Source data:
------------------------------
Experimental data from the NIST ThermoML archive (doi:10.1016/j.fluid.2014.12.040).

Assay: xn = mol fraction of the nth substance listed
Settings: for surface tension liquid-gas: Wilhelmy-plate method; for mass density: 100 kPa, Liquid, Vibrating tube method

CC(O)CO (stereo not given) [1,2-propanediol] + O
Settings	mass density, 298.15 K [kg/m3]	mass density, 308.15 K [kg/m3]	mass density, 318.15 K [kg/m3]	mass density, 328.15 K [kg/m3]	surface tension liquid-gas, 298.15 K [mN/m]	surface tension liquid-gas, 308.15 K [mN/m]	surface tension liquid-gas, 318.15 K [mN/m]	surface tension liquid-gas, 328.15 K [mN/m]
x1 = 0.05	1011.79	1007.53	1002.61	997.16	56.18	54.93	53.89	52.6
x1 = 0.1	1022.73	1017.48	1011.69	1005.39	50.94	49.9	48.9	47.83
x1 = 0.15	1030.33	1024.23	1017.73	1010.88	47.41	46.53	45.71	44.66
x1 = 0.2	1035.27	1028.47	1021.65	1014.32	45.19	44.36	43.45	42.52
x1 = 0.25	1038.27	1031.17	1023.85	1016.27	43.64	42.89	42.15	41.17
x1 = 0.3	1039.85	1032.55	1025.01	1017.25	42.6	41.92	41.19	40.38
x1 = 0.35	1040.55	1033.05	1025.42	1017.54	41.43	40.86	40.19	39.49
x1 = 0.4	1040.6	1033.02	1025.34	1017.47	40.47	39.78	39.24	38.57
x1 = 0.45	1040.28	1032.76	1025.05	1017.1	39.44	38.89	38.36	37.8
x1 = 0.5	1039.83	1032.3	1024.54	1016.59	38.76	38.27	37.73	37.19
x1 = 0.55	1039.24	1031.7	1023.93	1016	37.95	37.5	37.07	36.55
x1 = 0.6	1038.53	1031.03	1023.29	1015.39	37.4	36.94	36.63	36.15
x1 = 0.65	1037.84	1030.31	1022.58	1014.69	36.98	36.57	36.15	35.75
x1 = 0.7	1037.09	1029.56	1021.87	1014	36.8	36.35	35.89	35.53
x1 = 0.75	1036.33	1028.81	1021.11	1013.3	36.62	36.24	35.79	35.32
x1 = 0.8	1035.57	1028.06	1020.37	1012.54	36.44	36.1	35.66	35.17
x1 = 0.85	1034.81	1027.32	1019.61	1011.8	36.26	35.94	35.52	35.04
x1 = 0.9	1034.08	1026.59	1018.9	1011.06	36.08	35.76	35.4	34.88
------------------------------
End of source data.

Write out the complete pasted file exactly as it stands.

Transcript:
Experimental data from the NIST ThermoML archive (doi:10.1016/j.fluid.2014.12.040).

Assay: xn = mol fraction of the nth substance listed
Settings: for surface tension liquid-gas: Wilhelmy-plate method; for mass density: 100 kPa, Liquid, Vibrating tube method

CC(O)CO (stereo not given) [1,2-propanediol] + O
Settings	mass density, 298.15 K [kg/m3]	mass density, 308.15 K [kg/m3]	mass density, 318.15 K [kg/m3]	mass density, 328.15 K [kg/m3]	surface tension liquid-gas, 298.15 K [mN/m]	surface tension liquid-gas, 308.15 K [mN/m]	surface tension liquid-gas, 318.15 K [mN/m]	surface tension liquid-gas, 328.15 K [mN/m]
x1 = 0.05	1011.79	1007.53	1002.61	997.16	56.18	54.93	53.89	52.6
x1 = 0.1	1022.73	1017.48	1011.69	1005.39	50.94	49.9	48.9	47.83
x1 = 0.15	1030.33	1024.23	1017.73	1010.88	47.41	46.53	45.71	44.66
x1 = 0.2	1035.27	1028.47	1021.65	1014.32	45.19	44.36	43.45	42.52
x1 = 0.25	1038.27	1031.17	1023.85	1016.27	43.64	42.89	42.15	41.17
x1 = 0.3	1039.85	1032.55	1025.01	1017.25	42.6	41.92	41.19	40.38
x1 = 0.35	1040.55	1033.05	1025.42	1017.54	41.43	40.86	40.19	39.49
x1 = 0.4	1040.6	1033.02	1025.34	1017.47	40.47	39.78	39.24	38.57
x1 = 0.45	1040.28	1032.76	1025.05	1017.1	39.44	38.89	38.36	37.8
x1 = 0.5	1039.83	1032.3	1024.54	1016.59	38.76	38.27	37.73	37.19
x1 = 0.55	1039.24	1031.7	1023.93	1016	37.95	37.5	37.07	36.55
x1 = 0.6	1038.53	1031.03	1023.29	1015.39	37.4	36.94	36.63	36.15
x1 = 0.65	1037.84	1030.31	1022.58	1014.69	36.98	36.57	36.15	35.75
x1 = 0.7	1037.09	1029.56	1021.87	1014	36.8	36.35	35.89	35.53
x1 = 0.75	1036.33	1028.81	1021.11	1013.3	36.62	36.24	35.79	35.32
x1 = 0.8	1035.57	1028.06	1020.37	1012.54	36.44	36.1	35.66	35.17
x1 = 0.85	1034.81	1027.32	1019.61	1011.8	36.26	35.94	35.52	35.04
x1 = 0.9	1034.08	1026.59	1018.9	1011.06	36.08	35.76	35.4	34.88